Barbara Blaine, Peter Isely, John Pilmaier and Barbara Dorris from the Chicago-based Survivors Network of those Abused by Priests (SNAP) were detained by Vatican City police after holding an "unauthorized" demonstration on the edge of St Peter's Square.
They were mid-conversation with news reporters during a protest against decades of Church "silence" when uniformed officers took them away in a police car. Before being detained the group hoisted banners and placards reading "Stop the secrecy now" and "Expose the truth."
Standing on the fringe of the Vatican's headquarters and not far from the papal apartment, they accused Pope Benedict of having imposed secrecy on clerical sex abuse cases when he was head of the Congregation for the Doctrine of the Faith before being elected Pope five years ago.
The protest was especially pitched this morning in Rome, following new assertions that Pope Benedict XVI had personally covered up the case of the late Father Lawrence Murphy in the Archdiocese of Milwaukee.
Ms. Blaine and her Chicago colleagues were discussing the New York Times disclosures with reporters when they were approached by police and asked for their passports. Blaine, the leader of SNAP, was heard repeatedly asking the police what they had done wrong. It is unclear if they will face any charges. Blaine and other protesters have been similarly detained in the past-the tactic seemingly a way to disrupt public demonstrations.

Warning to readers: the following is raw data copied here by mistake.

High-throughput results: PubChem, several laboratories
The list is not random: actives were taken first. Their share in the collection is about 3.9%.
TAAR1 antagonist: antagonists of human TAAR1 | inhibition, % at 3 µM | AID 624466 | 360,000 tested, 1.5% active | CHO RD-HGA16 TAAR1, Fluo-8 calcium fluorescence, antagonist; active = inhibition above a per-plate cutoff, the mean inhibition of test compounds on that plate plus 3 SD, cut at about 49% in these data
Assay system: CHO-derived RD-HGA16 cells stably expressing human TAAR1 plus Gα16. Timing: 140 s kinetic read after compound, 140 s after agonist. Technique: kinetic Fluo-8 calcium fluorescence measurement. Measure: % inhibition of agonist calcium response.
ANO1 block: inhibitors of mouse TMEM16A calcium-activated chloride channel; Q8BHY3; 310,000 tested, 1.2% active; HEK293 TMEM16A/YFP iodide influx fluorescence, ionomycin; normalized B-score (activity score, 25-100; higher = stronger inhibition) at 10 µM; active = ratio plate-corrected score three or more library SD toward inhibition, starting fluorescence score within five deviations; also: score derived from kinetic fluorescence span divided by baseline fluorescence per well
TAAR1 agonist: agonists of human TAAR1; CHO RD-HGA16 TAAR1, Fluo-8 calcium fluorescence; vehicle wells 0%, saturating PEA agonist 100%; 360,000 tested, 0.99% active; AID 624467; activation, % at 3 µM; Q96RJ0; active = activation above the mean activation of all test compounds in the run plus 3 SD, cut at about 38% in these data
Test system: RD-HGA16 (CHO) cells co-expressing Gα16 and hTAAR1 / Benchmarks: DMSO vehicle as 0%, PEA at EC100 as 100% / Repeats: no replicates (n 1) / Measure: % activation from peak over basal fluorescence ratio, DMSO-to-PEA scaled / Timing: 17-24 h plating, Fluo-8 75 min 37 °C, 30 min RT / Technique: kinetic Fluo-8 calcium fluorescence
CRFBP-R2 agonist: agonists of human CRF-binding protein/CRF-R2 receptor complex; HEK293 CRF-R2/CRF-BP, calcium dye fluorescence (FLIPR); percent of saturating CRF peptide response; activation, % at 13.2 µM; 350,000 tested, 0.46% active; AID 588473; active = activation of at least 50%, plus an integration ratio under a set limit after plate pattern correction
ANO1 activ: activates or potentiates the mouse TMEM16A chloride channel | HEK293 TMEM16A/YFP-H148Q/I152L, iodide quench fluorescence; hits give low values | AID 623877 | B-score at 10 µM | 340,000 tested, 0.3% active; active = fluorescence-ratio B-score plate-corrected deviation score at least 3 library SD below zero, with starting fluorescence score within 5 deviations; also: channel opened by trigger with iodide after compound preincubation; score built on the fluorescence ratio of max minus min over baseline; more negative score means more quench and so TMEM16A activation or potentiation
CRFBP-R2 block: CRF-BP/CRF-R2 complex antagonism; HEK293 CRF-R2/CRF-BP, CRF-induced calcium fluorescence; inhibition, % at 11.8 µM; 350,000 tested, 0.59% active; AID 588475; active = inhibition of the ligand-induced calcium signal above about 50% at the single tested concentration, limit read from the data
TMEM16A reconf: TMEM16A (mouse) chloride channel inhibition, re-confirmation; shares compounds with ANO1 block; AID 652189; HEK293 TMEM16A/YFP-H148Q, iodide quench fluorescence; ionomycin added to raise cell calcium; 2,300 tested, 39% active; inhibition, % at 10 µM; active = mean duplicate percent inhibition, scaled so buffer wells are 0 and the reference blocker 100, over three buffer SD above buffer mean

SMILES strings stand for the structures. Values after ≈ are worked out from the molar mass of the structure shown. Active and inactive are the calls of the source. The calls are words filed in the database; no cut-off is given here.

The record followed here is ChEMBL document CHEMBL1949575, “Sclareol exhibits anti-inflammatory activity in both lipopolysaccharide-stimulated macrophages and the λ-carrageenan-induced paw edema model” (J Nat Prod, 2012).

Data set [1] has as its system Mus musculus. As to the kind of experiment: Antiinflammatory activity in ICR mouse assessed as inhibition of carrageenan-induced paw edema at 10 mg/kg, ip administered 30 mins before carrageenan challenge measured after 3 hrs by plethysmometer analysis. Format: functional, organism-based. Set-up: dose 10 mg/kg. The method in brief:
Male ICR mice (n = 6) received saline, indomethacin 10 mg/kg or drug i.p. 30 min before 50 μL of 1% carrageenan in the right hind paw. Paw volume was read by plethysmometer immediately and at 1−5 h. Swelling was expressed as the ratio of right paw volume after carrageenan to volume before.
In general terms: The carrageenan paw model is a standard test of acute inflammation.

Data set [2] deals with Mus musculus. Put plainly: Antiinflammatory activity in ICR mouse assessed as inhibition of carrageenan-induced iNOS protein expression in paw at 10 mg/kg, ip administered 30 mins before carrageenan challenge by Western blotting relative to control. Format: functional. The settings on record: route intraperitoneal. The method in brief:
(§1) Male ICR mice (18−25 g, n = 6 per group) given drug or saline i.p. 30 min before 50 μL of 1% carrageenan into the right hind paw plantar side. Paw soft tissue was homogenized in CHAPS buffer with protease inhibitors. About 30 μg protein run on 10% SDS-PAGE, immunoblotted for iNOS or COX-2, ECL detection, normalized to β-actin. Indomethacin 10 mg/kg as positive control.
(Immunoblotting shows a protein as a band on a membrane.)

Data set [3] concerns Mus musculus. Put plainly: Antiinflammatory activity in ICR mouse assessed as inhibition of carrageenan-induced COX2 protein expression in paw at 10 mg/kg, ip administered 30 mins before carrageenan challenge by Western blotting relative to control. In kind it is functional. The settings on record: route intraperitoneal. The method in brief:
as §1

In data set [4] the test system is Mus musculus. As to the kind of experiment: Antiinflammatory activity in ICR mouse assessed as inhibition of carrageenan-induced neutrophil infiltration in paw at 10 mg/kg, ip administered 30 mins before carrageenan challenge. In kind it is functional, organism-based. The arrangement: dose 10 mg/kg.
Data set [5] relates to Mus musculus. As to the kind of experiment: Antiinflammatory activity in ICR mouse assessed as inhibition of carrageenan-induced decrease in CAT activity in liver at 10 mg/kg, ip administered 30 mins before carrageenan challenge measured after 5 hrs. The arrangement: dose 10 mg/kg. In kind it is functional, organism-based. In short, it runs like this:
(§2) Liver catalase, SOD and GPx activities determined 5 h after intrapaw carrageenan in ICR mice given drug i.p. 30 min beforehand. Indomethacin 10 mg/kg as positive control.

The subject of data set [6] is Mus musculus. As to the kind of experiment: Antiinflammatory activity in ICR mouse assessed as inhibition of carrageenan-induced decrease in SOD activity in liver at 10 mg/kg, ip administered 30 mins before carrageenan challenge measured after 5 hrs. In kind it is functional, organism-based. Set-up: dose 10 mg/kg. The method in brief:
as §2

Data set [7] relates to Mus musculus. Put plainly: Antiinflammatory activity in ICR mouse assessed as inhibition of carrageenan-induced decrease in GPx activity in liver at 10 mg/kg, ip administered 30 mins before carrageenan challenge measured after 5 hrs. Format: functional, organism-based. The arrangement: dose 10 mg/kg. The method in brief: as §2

The SNAP activists are on a trip taking them to Germany, Austria and the Netherlands as well as Rome. SNAP said that Pope Benedict's letter last weekend to the Irish bishops on the sex abuse crisis over their handling of a half-century of sexual abuse of minors by clergy was inadequate because it made no reference to the Vatican's own responsibility.
According to a statement on SNAP's website Thursday morning responding to the Times article: "These records prove that the world's two top Catholic officials did nothing about a serial predator despite repeated pleas from three US bishops. The reason was because then-Cardinal Ratzinger and then-Cardinal Bertone were afraid of publicity. The year was 1998. The obvious result was that more kids were molested. The likely result was that more kids were molested. And now, the likely result will be that any papal words about getting tough with predators or being open about abuse will be meaningless, because church staff will see that the Pope himself, just a dozen years ago, opted for secrecy and inaction with an admitted predator. Let's be clear about Ratzinger and Bertone: They did nothing. They didn't call police, warn citizens, contact parents, defrock the predator, or insist that Wisconsin bishops do anything other than keep quiet. If they refuse to act against a pedophile who admits molesting 34 kids, imagine their indifference and inaction with pedophiles who admit nothing and molest fewer. If they rebuff three bishops, imagine how they respond to lay Catholics and victims. Let's be clear about the Wisconsin bishops: They are no saints either. They delayed for years, contacting the Vatican only when lawsuits were threatened. Before, after, or instead of seeking Rome's advice, they could and should have done their civic and moral duty by calling police. None of them apparently ever did."